Photo by Travis Anderson, courtesy Loring Theater
I wasn't around in 1962—the year in which the Loring Theater's current "Haunted Theater" presentation is set—but I remember the Cold War. At some point in the mid-1980s, after I saw something about it on TV, my mom sat me down and explained that the United States and the Soviet Union had enough nuclear weaponry to destroy life as we know it. That was heavy.
The Loring Theater presentation is based on an inspired idea: instead of creeping people out with supernatural horrors, why not remind them of the very real horrors that might actually befall us? (The Soviet Union is no more, but there are plenty of nuclear missiles still rattling around out there, and plenty of people who'd like to fling them at us if given the chance.) The premise is that the audience is attending a screening of The Blob when air-raid sirens sound and everyone needs to take cover.
The show is ambitious, from the retro jukebox party in the lobby to the gauntlets run in the theater's basement to the makeshift triage ward erected onstage, but somehow I left feeling underwhelmed. There's some enormously impressive talent involved with this show—the cast includes Joanna Harmon, Noah Bremer, and Jane Froiland, all of whom were onstage accepting awards at the Iveys this year—and while I didn't expect a play exactly, I wonder whether a more straightforward theatrical approach wouldn't have helped the show to make more of what it has to offer.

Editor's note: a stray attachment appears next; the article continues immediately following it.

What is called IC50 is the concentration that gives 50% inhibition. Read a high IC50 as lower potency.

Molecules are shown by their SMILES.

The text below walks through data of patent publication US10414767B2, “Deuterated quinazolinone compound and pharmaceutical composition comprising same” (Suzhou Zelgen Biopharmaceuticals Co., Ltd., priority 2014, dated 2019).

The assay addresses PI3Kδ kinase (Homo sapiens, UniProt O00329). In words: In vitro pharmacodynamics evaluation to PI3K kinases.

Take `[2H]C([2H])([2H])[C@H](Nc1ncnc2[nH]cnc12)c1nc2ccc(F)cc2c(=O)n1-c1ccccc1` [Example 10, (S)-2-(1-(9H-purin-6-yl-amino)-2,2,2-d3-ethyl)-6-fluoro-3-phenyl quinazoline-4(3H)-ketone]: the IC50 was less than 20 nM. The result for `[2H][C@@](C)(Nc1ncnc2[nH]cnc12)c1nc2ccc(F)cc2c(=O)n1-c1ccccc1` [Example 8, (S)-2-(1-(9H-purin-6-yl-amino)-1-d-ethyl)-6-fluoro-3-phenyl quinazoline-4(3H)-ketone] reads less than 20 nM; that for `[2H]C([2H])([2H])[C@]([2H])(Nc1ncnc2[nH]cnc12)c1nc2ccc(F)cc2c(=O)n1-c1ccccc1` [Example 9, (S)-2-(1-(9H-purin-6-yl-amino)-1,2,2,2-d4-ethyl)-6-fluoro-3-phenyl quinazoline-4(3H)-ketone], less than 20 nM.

The obvious comparison point is the Soap Factory's Haunted Basement, which I've visited only once, in 2009—I don't really like to be scared. Costing $18 for advance tickets and $20 at the door, the Haunted Theater is a few bucks less expensive than the Haunted Basement (which is completely sold out at this point, perhaps making the comparison moot), and in a sense you get more for your money—the Haunted Theater show runs about a half-hour, roughly three times as long as the Haunted Basement—but the Haunted Theater is not as scary, and the producers can't offer anything like the incredibly elaborate sets built at the Soap Factory over the course of many months.
Overall, this year's Haunted Theater is an entertaingly creepy spectacle—but I think most of the predominantly 20-something audience I saw it with late Tuesday night was looking for something a little more intense. For Baby Boomers, on the other hand, it might be an eerie reminder of the days when Khrushchev was threatening to bury us all.
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